NBA legend Hakeem Olajuwon believes the Houston Rockets are the most dangerous team inside the NBA bubble. Huw Hopkins examines the Rockets’ offensive potency.
Tuesday night’s NBA games live on Sky Sports
- Nets @ Bucks | Sky Sports Arena | 6:30pm
- Mavericks @ Kings | Sky Sports Action | 7pm
- Magic @ Pacers | Sky Sports Arena | 11pm
- Rockets @ Trail Blazers | Sky Sports Arena | 2am
Did you see the graphic that was put up on screen when the Houston Rockets played against the Boston Celtics in a scrimmage before the NBA’s restart last week?
There’s nothing to be ashamed of if you missed it, because the on-court action featured an awesome alley-oop slam from Russell Westbrook, which felt like a perfect metaphor. Despite the ridiculous stats of James Harden this year, his achievements might actually be being somewhat overlooked.
The graphic stated Harden ranks first in a number of categories this season: points per game, total points, field goals made, field goal attempts, three-point field goals made, three-points field goal attempts, free throws made, free-throw attempts and points off turnovers. The man is a scoring machine.
Last season he averaged 36 points and everyone figured that was his apex. There’s no way he could out-score himself, especially after the Rockets traded for a player with such a heavy usage rate in Westbrook, right?
But in the month of November, Harden averaged 39.5 points per game. It didn’t matter if he was playing at home or away this season. In fact, his output on the road was one point per game better than in front of his own crowd.
This didn’t automatically translate to a rollicking success. It’s not that the Rockets had become worse without Chris Paul, who they shipped to Oklahoma City in return for Westbrook, it’s just that the new fit just looked awkward at times.
But by the time 2020 rolled around, the Rockets were creating more off-ball looks for Westbrook, with Harden running the point guard position, and Clint Capela’s minutes were being reduced until the Rockets decided to just get rid of their only real center at the February trade deadline.
This was around the time that Harden’s scoring plummeted. OK, ‘plummeted’ is the wrong word. He was still averaging 29.5 points per game between January and March, but it felt like he was struggling at times. There was the night when he hit just three of his 13 shots against the Minnesota Timberwolves and finished with just 12 points, or when the Lakers held him to 14.
Teams had started double-teaming Harden the moment the ball touched his hands, even before he crossed halfcourt. It worked briefly as a way to reduce his impact, but Houston were still managing to win games.
Head coach Mike D’Antoni made some changes to help in this area. Instead of playing Westbrook on the wing – where he would miss nearly 75 per cent of his three-point shots – the Rockets started playing Capela fewer minutes to run a ‘micro ball’ line-up in which all five players were 6ft 7in or shorter. D’Antoni put Westbrook in the corner, and he became a terrifying back-door cutting threat.
This helped Westbrook average 32.9 points in January and February, as opposed to 23.8 per game in October-December. He also performed in a similar way to Harden, by becoming a better scorer on the road – from 26.9 to 28.3 points per game.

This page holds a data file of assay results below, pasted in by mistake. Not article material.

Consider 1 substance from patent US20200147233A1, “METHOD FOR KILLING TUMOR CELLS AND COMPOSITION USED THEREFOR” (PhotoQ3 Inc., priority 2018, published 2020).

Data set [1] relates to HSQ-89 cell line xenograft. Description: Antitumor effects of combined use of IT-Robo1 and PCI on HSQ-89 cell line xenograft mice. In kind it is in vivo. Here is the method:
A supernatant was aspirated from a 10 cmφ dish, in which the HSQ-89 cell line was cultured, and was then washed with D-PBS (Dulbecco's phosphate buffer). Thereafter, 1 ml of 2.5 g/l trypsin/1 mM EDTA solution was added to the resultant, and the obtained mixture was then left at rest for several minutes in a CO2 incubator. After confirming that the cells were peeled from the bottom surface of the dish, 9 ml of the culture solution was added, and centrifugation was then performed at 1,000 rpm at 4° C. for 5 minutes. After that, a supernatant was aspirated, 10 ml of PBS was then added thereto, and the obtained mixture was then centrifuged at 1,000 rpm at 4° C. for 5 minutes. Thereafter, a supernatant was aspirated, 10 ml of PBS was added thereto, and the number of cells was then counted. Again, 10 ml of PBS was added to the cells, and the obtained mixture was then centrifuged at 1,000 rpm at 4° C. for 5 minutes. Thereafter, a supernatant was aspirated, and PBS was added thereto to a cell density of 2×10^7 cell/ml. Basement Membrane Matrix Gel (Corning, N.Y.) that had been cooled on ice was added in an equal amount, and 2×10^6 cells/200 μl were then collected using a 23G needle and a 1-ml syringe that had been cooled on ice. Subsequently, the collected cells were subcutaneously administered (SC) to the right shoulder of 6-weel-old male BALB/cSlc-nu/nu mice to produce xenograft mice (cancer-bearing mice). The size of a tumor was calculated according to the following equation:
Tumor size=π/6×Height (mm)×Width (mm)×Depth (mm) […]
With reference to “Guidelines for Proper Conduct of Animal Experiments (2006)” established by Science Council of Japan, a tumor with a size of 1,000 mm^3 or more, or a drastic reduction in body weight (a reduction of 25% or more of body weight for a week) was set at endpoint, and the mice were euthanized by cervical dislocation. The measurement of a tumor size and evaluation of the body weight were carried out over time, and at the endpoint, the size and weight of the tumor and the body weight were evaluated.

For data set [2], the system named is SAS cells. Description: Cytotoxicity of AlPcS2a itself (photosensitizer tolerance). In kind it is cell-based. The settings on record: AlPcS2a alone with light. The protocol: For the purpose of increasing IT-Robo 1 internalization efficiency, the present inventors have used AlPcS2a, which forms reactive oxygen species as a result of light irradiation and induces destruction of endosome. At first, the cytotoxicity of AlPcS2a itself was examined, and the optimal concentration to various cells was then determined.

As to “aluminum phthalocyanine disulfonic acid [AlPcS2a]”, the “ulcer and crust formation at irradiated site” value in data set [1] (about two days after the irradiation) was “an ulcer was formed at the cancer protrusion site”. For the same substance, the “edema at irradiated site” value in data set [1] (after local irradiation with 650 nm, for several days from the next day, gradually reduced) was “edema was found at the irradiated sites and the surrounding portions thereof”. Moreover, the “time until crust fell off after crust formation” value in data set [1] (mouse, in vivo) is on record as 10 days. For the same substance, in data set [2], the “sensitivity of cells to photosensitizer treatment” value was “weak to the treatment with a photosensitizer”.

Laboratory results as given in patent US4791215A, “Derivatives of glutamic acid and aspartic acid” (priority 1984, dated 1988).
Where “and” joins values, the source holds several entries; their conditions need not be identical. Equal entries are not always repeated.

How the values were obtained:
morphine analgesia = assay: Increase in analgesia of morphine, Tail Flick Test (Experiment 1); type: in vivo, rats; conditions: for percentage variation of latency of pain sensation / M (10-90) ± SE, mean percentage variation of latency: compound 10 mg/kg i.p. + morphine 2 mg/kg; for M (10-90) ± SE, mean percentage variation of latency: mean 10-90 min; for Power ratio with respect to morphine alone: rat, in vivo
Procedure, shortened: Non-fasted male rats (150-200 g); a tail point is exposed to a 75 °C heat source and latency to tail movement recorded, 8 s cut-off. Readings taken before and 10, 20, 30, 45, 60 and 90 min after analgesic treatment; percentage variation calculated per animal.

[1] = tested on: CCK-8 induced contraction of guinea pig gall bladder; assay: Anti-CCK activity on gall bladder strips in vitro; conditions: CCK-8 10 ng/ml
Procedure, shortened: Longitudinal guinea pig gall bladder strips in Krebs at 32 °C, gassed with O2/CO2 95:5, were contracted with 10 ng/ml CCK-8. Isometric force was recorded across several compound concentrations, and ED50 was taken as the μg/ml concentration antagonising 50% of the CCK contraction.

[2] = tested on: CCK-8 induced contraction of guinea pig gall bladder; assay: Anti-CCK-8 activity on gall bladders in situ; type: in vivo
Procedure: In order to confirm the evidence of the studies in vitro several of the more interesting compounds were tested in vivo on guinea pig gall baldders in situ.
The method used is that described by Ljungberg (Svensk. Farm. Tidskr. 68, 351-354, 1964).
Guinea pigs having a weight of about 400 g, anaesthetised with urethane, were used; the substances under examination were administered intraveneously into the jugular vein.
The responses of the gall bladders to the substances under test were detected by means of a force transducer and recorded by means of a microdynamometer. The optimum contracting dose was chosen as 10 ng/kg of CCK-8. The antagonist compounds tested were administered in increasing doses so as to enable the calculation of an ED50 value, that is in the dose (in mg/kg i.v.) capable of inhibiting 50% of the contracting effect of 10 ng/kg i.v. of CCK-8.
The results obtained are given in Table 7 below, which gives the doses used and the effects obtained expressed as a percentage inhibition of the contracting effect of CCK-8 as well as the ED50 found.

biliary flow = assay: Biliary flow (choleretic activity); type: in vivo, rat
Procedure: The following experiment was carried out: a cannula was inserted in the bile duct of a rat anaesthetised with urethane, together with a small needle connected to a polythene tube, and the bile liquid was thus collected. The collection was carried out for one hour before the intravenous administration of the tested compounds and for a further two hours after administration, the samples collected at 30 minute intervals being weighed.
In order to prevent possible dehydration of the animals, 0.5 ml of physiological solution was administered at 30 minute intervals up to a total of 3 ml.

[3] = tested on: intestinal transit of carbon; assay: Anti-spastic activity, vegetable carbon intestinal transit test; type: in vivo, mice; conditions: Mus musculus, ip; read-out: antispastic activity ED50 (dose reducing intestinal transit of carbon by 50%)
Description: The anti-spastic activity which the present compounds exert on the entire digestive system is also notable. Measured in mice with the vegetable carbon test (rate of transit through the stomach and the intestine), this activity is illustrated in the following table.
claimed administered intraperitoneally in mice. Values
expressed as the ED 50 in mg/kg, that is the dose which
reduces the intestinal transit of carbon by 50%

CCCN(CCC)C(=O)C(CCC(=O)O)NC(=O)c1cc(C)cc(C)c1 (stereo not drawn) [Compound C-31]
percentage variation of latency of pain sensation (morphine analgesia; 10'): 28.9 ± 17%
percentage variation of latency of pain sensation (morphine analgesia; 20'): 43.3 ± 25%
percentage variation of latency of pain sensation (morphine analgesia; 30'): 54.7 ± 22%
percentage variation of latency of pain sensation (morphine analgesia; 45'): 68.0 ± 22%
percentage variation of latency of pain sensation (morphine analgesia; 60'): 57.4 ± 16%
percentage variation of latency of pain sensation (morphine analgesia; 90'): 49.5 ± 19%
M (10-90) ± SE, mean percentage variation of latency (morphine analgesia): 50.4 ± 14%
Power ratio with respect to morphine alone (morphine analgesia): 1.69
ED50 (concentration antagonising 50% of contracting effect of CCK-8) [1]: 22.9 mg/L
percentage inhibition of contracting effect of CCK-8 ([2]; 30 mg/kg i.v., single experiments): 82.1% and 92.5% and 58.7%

Rockets legend and Hall of Famer Hakeem Olajuwon was already excited about Houston’s chances this year, but he believes the neutral location of Disney World will be an even greater benefit.
While launching the two-year countdown to the Commonwealth Games last week in Birmingham, two-time NBA champion Olajuwon spoke about Harden’s ability to score anywhere and Westbrook’s intensity.
“The bubble is like when you go for an NCAA or AAU tournament when all the teams are assembled in the same place,” Olajuwon told Sky Sports NBA. “You play until you have a champion.
“With James Harden and Westbrook, you have two players… pick-up games are what they do. Seeing those two guys together, in that environment, I think the Rockets are the most dangerous team.”
It’s fair to say opponents started to figure out the Rockets’ new line-up before the March 11 season suspension. The Rockets lost four of their last five, but when the NBA officially returned on July 30, Harden wasted no time reminding everyone that he is the best scorer in the league since Wilt Chamberlain.
He scored 49 in the Rockets’ first restart game, an overtime win against the Dallas Mavericks, with nine rebounds, eight assists, along with three steals and three blocks, and just one turnover.
Harden cooled slightly in the Rockets’ game against the defensively-minded Milwaukee Bucks but he had already set the tone for Westbrook and Danuel House to follow. The Rockets launched an NBA record 61 three-point attempts in the game.
Instead, ‘The Beard’ led the way on defense with six steals, including a timely nab from Giannis Antetokounmpo in the final two minutes that led to an open Westbrook lay-up to put Houston ahead.
The Rockets entered the bubble as the owners of the West’s sixth seed with the potential to face off against the Denver Nuggets, a team they split the season series against.
The other potential opening round opponents are the Utah Jazz – who Houston defeated twice in their three-game regular season series- and the Oklahoma City Thunder – victors against the Rockets in two of their three meetings.
Houston have not had an issue reaching the playoffs in recent years, it’s what happens when they get that has been the issue.
In these early restart games, Westbrook and Harden are firing on all cylinders and living up to Olajuwon’s hype.
But this is still the regular season. Their true test – and that of the Rockets’ ‘small ball’ philosophy – awaits when the playoffs arrive and knock-out basketball begins.